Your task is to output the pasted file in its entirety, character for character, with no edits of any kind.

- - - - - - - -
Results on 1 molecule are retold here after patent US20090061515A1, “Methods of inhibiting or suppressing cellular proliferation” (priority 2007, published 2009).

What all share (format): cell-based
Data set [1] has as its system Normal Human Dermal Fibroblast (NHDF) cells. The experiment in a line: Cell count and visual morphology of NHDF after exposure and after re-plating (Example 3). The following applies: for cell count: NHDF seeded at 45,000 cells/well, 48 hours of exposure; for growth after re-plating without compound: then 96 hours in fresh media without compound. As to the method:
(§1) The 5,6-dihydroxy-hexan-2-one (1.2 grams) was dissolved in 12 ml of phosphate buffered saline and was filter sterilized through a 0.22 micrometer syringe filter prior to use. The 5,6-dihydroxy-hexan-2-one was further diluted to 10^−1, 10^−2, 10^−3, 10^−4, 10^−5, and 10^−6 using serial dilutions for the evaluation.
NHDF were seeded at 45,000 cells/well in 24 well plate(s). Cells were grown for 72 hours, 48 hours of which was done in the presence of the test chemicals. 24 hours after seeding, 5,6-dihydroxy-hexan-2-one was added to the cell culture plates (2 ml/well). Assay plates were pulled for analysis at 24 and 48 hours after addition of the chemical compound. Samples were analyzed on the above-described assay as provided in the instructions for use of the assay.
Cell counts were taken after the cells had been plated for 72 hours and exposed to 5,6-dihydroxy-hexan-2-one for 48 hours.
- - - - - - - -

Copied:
Results on 1 molecule are retold here after patent US20090061515A1, “Methods of inhibiting or suppressing cellular proliferation” (priority 2007, published 2009).

What all share (format): cell-based
Data set [1] has as its system Normal Human Dermal Fibroblast (NHDF) cells. The experiment in a line: Cell count and visual morphology of NHDF after exposure and after re-plating (Example 3). The following applies: for cell count: NHDF seeded at 45,000 cells/well, 48 hours of exposure; for growth after re-plating without compound: then 96 hours in fresh media without compound. As to the method:
(§1) The 5,6-dihydroxy-hexan-2-one (1.2 grams) was dissolved in 12 ml of phosphate buffered saline and was filter sterilized through a 0.22 micrometer syringe filter prior to use. The 5,6-dihydroxy-hexan-2-one was further diluted to 10^−1, 10^−2, 10^−3, 10^−4, 10^−5, and 10^−6 using serial dilutions for the evaluation.
NHDF were seeded at 45,000 cells/well in 24 well plate(s). Cells were grown for 72 hours, 48 hours of which was done in the presence of the test chemicals. 24 hours after seeding, 5,6-dihydroxy-hexan-2-one was added to the cell culture plates (2 ml/well). Assay plates were pulled for analysis at 24 and 48 hours after addition of the chemical compound. Samples were analyzed on the above-described assay as provided in the instructions for use of the assay.
Cell counts were taken after the cells had been plated for 72 hours and exposed to 5,6-dihydroxy-hexan-2-one for 48 hours.